Storm drainage is any system which is designed to drain excess rain or flood water from urban catchment areas. These systems typically consist of networks of gutters, channels, and subterranean pipes which collect the excess water that collects on roofs, roads, parking lots and sidewalks during storms. This influx of storm water is then either introduced into the area's sanitary sewer system or into dedicated storm drainage.
Storm water runoff in urban areas has always been a problem in urban areas, and drainage systems have been an integral part of city planning and architecture for thousands of years. For example, the runoff from a one acre parking lot is approximately 16 times that of a similarly sized meadow. The runoff figures for an average sized city are staggering and require an effective storm drainage system to prevent constant destructive flooding. Runoff water is also often as dangerous as raw sewerage with the cocktail of trash, fuel, oil, fertilizers, pesticides, and heavy metals that it gathers in urban catchment areas. This requires storm drainage to be environmentally safe as well as effective at removing the water.
These drainage systems generally fall into two categories. The first sees the runoff removed via an existing sewerage system. The second utilizes a dedicated arrangement of pipes or canals which keeps rain water separate from the sewerage circuit. Both utilize a system of drain points throughout the catchment area which collect the runoff from roofs, sidewalks, roads, and parking lots. These drain points are typically situated in the face of a curb or flat on the catchment surfaces.
Curbside drains usually rely on the convex profile of the road surface to direct storm water to the drain. Flat drains are typically located in purpose designed depressions which channel runoff into them. Both will usually feature some sort of trap immediately under the inlet to remove sediment and flotsam and to prevent the egress of sewer gas and rodents. From these drain points, the storm water will then enter either the sewer or a dedicated storm drainage system.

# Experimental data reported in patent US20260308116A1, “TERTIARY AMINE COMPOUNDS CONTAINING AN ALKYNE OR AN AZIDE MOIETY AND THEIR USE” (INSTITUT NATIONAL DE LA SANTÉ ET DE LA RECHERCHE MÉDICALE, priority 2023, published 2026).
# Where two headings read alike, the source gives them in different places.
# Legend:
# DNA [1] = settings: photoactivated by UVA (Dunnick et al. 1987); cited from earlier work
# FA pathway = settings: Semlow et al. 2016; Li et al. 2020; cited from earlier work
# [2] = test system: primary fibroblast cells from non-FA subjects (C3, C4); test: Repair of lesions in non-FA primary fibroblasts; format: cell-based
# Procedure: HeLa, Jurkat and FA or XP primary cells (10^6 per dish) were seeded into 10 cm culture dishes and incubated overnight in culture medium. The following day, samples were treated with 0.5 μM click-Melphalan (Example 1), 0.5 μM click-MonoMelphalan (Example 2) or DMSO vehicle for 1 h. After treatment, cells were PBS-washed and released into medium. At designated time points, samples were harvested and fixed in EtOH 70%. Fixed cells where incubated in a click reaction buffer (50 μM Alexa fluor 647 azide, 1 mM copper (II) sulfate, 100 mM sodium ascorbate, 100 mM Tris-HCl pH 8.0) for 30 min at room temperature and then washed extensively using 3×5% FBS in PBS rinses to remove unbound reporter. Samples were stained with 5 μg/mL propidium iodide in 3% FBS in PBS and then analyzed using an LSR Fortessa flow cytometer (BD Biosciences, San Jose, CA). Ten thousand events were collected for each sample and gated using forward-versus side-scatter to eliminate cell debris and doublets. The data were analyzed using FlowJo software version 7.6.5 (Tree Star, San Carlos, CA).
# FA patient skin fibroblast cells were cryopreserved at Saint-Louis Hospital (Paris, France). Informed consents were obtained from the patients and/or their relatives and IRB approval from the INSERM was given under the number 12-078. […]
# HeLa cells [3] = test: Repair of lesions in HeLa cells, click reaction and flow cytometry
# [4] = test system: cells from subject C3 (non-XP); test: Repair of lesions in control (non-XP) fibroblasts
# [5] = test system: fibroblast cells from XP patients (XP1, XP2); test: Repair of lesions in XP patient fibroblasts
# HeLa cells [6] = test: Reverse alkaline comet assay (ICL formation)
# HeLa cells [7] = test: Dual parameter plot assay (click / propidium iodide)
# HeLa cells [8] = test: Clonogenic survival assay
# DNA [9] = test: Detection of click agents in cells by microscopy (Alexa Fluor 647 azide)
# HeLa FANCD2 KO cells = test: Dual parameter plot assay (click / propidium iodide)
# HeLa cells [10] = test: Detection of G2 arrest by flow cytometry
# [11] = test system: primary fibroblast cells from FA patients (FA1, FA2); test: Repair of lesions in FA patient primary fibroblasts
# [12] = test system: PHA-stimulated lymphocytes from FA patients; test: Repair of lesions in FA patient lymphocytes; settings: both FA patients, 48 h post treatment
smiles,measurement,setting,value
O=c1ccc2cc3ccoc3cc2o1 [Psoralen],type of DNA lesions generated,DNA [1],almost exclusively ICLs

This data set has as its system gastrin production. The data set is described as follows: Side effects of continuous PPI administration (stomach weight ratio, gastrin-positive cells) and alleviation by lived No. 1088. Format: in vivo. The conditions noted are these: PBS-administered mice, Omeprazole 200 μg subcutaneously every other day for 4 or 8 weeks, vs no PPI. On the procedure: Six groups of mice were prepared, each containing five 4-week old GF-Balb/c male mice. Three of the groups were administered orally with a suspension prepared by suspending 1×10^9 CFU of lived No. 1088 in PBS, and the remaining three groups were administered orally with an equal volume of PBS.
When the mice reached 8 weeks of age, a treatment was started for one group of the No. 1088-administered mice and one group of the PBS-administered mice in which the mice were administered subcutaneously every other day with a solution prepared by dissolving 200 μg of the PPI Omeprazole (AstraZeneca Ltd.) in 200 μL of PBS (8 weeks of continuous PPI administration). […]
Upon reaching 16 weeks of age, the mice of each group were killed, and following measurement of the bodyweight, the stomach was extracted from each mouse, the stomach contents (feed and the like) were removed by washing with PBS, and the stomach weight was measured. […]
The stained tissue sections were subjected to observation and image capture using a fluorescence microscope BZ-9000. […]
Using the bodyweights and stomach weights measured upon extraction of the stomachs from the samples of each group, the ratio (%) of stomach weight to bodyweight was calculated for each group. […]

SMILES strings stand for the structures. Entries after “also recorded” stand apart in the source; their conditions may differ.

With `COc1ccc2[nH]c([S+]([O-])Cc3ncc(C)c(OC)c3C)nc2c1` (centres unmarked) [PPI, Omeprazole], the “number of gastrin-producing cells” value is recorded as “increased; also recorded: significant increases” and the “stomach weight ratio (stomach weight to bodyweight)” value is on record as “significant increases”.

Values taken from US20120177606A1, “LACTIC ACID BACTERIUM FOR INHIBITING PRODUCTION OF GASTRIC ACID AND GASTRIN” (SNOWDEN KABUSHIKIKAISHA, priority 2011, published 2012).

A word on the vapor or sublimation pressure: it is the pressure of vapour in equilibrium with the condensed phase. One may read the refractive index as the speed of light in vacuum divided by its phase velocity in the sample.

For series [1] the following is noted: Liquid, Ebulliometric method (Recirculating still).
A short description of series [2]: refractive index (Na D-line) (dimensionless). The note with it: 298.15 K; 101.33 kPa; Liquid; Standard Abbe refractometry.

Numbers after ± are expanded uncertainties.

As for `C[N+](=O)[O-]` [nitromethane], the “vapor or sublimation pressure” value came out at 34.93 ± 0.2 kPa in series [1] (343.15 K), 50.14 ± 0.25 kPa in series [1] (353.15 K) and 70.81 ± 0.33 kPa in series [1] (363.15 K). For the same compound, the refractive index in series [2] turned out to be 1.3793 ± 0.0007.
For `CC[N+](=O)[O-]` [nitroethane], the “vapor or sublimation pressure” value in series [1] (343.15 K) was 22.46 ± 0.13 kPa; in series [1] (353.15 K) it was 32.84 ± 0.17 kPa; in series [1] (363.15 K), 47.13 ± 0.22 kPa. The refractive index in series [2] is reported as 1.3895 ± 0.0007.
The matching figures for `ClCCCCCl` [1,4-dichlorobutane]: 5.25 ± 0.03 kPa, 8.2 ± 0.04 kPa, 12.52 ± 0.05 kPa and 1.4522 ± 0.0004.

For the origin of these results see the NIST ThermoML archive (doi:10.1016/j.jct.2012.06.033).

Combined sewers are generally unable to accommodate both the regular flow of effluent and storm water during heavy rains and rely on storage tanks and ponds to handle sudden influx of water. For this reason, dedicated storm drainage systems are considered better options; combined sewers are usually only found in areas where systems were installed prior to the 1930s. Dedicated systems vent runoff into the sea, rivers, and lakes or into dry wells and retention ponds. As water from these systems returns to the water table untreated, they often feature drain point grills emblazoned with messages discouraging people from dumping any waste into the drains.
The protection of the environment from contamination from storm water is now becoming a major concern for many authorities; storm drainage policies are constantly being revised as a result. These revisions include permeable catchment surfaces which allow some runoff to soak into the soil prior to entering the system. Improved separation techniques for removing dangerous waste from storm water are also being instituted to keep the environmental impact of storm drainage to a minimum.